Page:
Part of the difficulty here is that such questions usually involve several parts. What does God think? What would I do? What should I make of what those people over there did? And then we start feeling torn between obeying God when He says “Don’t kill” and obeying God when He says “Don’t judge.” And in our culture, “Don’t judge” has much the louder voice because of the great terror of “imposing our values.”

Let’s start with the loudest voice: “Don’t judge.” We are bound to obey that command of Our Lord, but we are also bound to understand what it means. It does not mean, as our culture takes it to mean, “Remain agnostic about the possibility of ever knowing what is right and wrong.” It means, “Don’t play God. Don’t imagine you know the souls of others and what motivated their choices, how culpable they are, etc.” The funny thing is, our culture is ready to play God all the time, while remaining unable to say if there is such a thing as right and wrong. So let’s set aside the people in the story, whom it is not ours to judge, and simply consider the act in abstract: the deliberate taking of innocent human life. Is it wrong always?

The answer is: Yes. Always. That’s what “You shall not murder” means.

That’s the other command we have to deal with here. I think, pastorally speaking, the best thing we can do with this situation is not adjudicate the souls of people we don’t know anything about concerning a choice they have already made (since that is way too much of a temptation to judge them, especially in cyberspace where judgment and condemnation flow like wine), but to first ask ourselves how we might respond rightly in a similar situation.

In talking to my wife (the actual baby carrier in this family), she points out the following: First, ultrasounds have been wrong. Second, miracles happen sometimes. Third, and most salient here: Every baby she has had is dying. The question is, simply, when?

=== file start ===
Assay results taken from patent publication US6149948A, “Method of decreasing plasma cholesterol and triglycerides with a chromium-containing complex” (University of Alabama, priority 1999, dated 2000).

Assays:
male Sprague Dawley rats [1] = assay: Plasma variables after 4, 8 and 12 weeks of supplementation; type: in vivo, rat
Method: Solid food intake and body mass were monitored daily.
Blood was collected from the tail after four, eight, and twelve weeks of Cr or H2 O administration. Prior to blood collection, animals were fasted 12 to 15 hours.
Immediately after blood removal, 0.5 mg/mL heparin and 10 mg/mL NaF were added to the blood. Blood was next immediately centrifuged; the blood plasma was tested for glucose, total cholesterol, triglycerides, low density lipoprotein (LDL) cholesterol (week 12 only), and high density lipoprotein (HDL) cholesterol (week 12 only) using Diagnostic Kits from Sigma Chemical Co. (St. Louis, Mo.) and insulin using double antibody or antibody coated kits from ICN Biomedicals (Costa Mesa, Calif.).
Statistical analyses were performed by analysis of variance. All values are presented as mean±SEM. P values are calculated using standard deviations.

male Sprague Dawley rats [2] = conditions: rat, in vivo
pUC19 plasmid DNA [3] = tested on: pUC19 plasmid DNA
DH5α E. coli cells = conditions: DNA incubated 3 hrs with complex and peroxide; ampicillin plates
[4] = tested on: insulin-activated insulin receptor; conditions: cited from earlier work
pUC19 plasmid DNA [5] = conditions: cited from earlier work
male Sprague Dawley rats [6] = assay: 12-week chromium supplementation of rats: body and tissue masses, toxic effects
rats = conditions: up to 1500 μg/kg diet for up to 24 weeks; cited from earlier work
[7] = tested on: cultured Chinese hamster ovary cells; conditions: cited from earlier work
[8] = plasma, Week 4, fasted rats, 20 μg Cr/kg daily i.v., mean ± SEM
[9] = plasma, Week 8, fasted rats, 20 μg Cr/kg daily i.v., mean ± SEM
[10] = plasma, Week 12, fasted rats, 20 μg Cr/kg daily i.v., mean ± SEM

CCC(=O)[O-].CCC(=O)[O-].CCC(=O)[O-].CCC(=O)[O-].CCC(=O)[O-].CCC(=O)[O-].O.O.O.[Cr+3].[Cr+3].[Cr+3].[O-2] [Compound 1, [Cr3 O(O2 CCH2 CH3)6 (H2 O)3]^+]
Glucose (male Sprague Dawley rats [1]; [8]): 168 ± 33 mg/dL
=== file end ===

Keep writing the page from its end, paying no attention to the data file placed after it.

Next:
When we put it that way, we suddenly realize something: Knowing that the baby is going to die sooner rather than later is no reason to kill the baby. It is, says my wife, a reason to love the baby for as long as you can while it’s here. That’s very painful, but that is the risk we take every time we choose to love, because everything we love in this world is mortal.

It may be objected that a headless baby cannot appreciate our love. I would reply that a healthy baby cannot appreciate our love either, because a healthy baby has no more mind than a headless one. The whole point of parenthood, especially in its earliest stages, is radical self-giving (like Christ) to a being who is wholly incapable of giving anything back besides a sucking reflex and a poopy diaper. It’s an analogy of the grace of God, the great wake-up call enfleshed, that It’s Not About Me and What I Get From It — a short course in the life of the Blessed Trinity.

Read the whole article.

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Food for thought from Anthony Esolen:

The welfare state begins by compelling people to put money aside for their old age — the fiction of the Social Security trust fund comes to mind.  There, at least, there is some correspondence between what the state takes from you and what the state will give back.  And the state has a genuine interest in keeping people from destitution.   But what happens eventually is that people in charge of a welfare state come to think of all things as belonging to them: children, for instance, are wards of the state, lent out to their parents conditionally; families are creations of the state; money is all the state’s to play with, so that refraining from raising people’s taxes is viewed as a “gift” to them.  I don’t see that.  Nor do I see that Death is some game-scrambler, the great opportunity to ignore the generation-spanning essence of the family, so as to rifle half of an estate, often compelling people to sell a homestead just to pay the taxes on it.

Read the whole post.